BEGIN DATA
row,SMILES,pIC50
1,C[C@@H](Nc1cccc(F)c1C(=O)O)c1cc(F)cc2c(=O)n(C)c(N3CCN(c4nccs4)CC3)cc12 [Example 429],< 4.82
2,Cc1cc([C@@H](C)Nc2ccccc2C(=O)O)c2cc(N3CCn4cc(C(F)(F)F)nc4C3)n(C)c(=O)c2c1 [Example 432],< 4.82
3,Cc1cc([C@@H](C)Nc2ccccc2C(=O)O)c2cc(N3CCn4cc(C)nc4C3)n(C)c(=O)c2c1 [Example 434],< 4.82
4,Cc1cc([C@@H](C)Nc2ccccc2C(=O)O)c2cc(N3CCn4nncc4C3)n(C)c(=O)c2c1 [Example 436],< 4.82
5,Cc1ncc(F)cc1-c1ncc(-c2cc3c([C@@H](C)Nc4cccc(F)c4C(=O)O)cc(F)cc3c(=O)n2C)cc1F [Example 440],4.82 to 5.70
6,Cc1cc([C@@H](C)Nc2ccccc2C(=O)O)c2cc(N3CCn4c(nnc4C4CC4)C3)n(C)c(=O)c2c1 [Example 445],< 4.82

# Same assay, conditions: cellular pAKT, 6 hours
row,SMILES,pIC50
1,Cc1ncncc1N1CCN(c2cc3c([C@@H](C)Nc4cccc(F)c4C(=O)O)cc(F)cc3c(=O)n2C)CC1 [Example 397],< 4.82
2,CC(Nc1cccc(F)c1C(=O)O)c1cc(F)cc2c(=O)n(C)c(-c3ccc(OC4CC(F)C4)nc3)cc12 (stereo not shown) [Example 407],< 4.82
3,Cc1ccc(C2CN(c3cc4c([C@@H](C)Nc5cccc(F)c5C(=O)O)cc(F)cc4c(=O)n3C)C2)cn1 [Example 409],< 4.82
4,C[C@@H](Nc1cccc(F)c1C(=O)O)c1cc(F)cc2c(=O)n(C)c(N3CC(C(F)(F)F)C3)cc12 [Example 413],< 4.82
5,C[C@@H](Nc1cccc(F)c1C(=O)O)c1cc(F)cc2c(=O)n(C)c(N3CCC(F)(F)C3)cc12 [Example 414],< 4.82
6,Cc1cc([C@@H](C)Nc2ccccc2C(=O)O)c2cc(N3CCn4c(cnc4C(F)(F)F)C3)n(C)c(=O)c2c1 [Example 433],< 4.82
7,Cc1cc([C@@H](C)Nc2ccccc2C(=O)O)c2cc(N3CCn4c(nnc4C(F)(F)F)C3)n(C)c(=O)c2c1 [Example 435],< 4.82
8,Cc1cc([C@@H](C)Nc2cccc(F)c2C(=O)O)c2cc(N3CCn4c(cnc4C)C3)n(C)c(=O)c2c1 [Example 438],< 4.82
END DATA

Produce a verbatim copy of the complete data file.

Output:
row,SMILES,pIC50
1,C[C@@H](Nc1cccc(F)c1C(=O)O)c1cc(F)cc2c(=O)n(C)c(N3CCN(c4nccs4)CC3)cc12 [Example 429],< 4.82
2,Cc1cc([C@@H](C)Nc2ccccc2C(=O)O)c2cc(N3CCn4cc(C(F)(F)F)nc4C3)n(C)c(=O)c2c1 [Example 432],< 4.82
3,Cc1cc([C@@H](C)Nc2ccccc2C(=O)O)c2cc(N3CCn4cc(C)nc4C3)n(C)c(=O)c2c1 [Example 434],< 4.82
4,Cc1cc([C@@H](C)Nc2ccccc2C(=O)O)c2cc(N3CCn4nncc4C3)n(C)c(=O)c2c1 [Example 436],< 4.82
5,Cc1ncc(F)cc1-c1ncc(-c2cc3c([C@@H](C)Nc4cccc(F)c4C(=O)O)cc(F)cc3c(=O)n2C)cc1F [Example 440],4.82 to 5.70
6,Cc1cc([C@@H](C)Nc2ccccc2C(=O)O)c2cc(N3CCn4c(nnc4C4CC4)C3)n(C)c(=O)c2c1 [Example 445],< 4.82

# Same assay, conditions: cellular pAKT, 6 hours
row,SMILES,pIC50
1,Cc1ncncc1N1CCN(c2cc3c([C@@H](C)Nc4cccc(F)c4C(=O)O)cc(F)cc3c(=O)n2C)CC1 [Example 397],< 4.82
2,CC(Nc1cccc(F)c1C(=O)O)c1cc(F)cc2c(=O)n(C)c(-c3ccc(OC4CC(F)C4)nc3)cc12 (stereo not shown) [Example 407],< 4.82
3,Cc1ccc(C2CN(c3cc4c([C@@H](C)Nc5cccc(F)c5C(=O)O)cc(F)cc4c(=O)n3C)C2)cn1 [Example 409],< 4.82
4,C[C@@H](Nc1cccc(F)c1C(=O)O)c1cc(F)cc2c(=O)n(C)c(N3CC(C(F)(F)F)C3)cc12 [Example 413],< 4.82
5,C[C@@H](Nc1cccc(F)c1C(=O)O)c1cc(F)cc2c(=O)n(C)c(N3CCC(F)(F)C3)cc12 [Example 414],< 4.82
6,Cc1cc([C@@H](C)Nc2ccccc2C(=O)O)c2cc(N3CCn4c(cnc4C(F)(F)F)C3)n(C)c(=O)c2c1 [Example 433],< 4.82
7,Cc1cc([C@@H](C)Nc2ccccc2C(=O)O)c2cc(N3CCn4c(nnc4C(F)(F)F)C3)n(C)c(=O)c2c1 [Example 435],< 4.82
8,Cc1cc([C@@H](C)Nc2cccc(F)c2C(=O)O)c2cc(N3CCn4c(cnc4C)C3)n(C)c(=O)c2c1 [Example 438],< 4.82